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Coastal Restoration Trust receives funding for videos and workshops

After having to keep this a secret for a few months, we are pleased to announce the news that we have been granted funding from the DOC Community Fund for a 2-year project to produce lots of educational videos on coastal restoration as well as hold some workshops. Read the news here.

Updates about progress on this project will be shared on our Projects page under Videos and Workshops.

We thank DOC for supporting this project.

Coastal Adaptation Webinar

Join the Coastal team of the Resilience National Science Challenge for an update on their research activities at a FREE webinar on 6 August 11-12noon.

The research team will present their recent work on coastal adaptation using the ‘Dynamic Adaptive Pathways Planning’ approach, the application of this approach to new challenges such as managed retreat, and ongoing and future work on enabling proactive coastal adaptation.

Speakers:

  • Assoc Prof Mark Dickson (The University of Auckland): Introduction to the Resilience Challenge Coastal Programme
  • Dr Judy Lawrence (Victoria University of Wellington): Coastal adaptation and enabling managed retreat
  • Rick Kool (Technical University of Denmark & Victoria University of Wellington): Adaptation of two-waters infrastructure to sea level rise - Petone case study
  • Dr Rob Bell (NIWA): Future work within the Resilience Challenge Coastal Programme


This free webinar will be useful to anyone involved in climate adaptation and coastal planning within central or local government, iwi and hapū, and coastal communities, as well as researchers and students. There will be an opportunity to ask questions of the research team.

A recording of the webinar will be made available afterwards if you are unable to attend live.

Get the link here. Note that there is no need to book. You just follow the link to your calendar and a link to the webinar is in the information.

Spartina search dogs

Spartina was introduced into New River estuary in Southland during the 1940s/50s to aid reclamation work being carried out in the days before they understood how important estuaries are. Spartina rapidly spread and by the time it was realised the impact it was having on the estuary it had affected approximately 800 ha of New River and spread into four other Southland estuaries.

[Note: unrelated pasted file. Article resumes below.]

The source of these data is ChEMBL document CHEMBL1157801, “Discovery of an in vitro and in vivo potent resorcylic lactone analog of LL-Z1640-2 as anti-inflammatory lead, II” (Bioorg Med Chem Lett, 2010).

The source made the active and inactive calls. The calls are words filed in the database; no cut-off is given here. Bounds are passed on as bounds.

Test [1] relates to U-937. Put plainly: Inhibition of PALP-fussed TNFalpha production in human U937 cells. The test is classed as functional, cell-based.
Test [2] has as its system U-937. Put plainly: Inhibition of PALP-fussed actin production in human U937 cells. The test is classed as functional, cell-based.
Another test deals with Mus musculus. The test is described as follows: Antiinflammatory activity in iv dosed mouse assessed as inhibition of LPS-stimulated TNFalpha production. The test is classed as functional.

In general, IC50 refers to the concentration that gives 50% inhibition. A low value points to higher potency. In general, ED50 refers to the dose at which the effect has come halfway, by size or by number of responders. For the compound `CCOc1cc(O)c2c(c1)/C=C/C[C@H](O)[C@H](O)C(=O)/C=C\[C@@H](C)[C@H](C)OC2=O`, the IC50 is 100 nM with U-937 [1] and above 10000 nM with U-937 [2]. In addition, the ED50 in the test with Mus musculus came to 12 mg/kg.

Large scale control of spartina in Southland was started in 1989, led by the Department of Conservation, targeting the large infestations. While the control of these large areas was achieved several years ago the ongoing challenge has been finding isolated plants within the large tidal flats that make up our estuaries. This work has been carried out by a small team of experienced staff, spending hours searching for small isolated plants in very varied conditions. With fewer and fewer plants present, improving the ability to find these plants before seeding occurred was being discussed and it was out of these discussions that the possibility of being able to train a dog to find these isolated plants was raised.

While the use of Detector dogs in New Zealand is nothing new, the use of a dog to find a weed species at very low densities is.

In October 2017 Southland Department of Conservation staff talked with John Taylor, a local dog trainer, about the possibility of training a dog to find Spartina in areas of very low density. John obtained a young collie (Wink) and in a controlled environment was able to train him to indicate on spartina plants. A field trial was undertaken in an area in New River estuary in February 2018 where DOC staff searched an area and recorded any plants found then two days later the dog searched the same area and any plants found recorded. This trial proved very successful with the dog finding all recorded plants plus two extra that staff hadn’t found. Between February and April 2018 Wink was used in conjunction with DOC staff to search for plants in several of our estuaries and continued to show the benefit of using a dog to assist in this work.

Early in 2019 a second dog (Bailey) was trained to detect spartina and started work in March 2019 being handled by a local DOC staff member. Both dogs work well together and complement each other with their different search techniques.

Three years ago, Kiwi bank became a project partner to the Conservation Dog Programme. This has enabled the Department to increase its work in both the pest detection and threatened species detection areas which includes supporting emerging new areas of work such as the Spartina programme.

The success of the dogs has seen John and Wink traveling to several different areas in the North and South Islands searching for Spartina on behalf of Regional Councils and DOC, with Bailey also spending 10 days working in the Nelson region this year.

While the use of dogs to detect spartina plants has proved very successful, the dog will not replace the small teams of very experienced staff who have spent hundreds of hours in estuaries searching for these elusive plants, but rather will work alongside these dedicated people performing a very important role.

Graeme Miller

Dog Handler

Conservation Dog Programme

Department of Conservation

Murihiku District